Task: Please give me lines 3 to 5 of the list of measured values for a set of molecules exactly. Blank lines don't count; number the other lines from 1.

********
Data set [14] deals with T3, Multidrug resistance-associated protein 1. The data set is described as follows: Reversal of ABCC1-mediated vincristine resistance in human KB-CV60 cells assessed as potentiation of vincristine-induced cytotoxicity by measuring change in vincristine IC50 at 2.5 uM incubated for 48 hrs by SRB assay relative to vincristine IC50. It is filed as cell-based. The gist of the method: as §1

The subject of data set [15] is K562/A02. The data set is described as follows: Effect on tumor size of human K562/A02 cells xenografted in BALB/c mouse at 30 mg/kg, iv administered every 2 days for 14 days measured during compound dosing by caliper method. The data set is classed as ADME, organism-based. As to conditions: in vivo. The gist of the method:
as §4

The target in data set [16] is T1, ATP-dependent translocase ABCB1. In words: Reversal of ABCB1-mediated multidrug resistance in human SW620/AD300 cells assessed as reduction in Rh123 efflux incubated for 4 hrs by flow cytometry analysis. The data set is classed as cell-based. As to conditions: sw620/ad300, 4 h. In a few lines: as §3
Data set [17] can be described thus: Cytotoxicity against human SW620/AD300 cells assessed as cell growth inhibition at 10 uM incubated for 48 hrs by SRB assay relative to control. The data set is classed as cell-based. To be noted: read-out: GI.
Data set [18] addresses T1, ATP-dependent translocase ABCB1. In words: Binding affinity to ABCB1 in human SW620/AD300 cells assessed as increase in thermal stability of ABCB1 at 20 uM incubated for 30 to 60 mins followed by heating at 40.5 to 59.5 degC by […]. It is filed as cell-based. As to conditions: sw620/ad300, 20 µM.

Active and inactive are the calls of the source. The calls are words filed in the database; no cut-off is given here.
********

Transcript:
as §4

The target in data set [16] is T1, ATP-dependent translocase ABCB1. In words: Reversal of ABCB1-mediated multidrug resistance in human SW620/AD300 cells assessed as reduction in Rh123 efflux incubated for 4 hrs by flow cytometry analysis. The data set is classed as cell-based. As to conditions: sw620/ad300, 4 h. In a few lines: as §3
Data set [17] can be described thus: Cytotoxicity against human SW620/AD300 cells assessed as cell growth inhibition at 10 uM incubated for 48 hrs by SRB assay relative to control. The data set is classed as cell-based. To be noted: read-out: GI.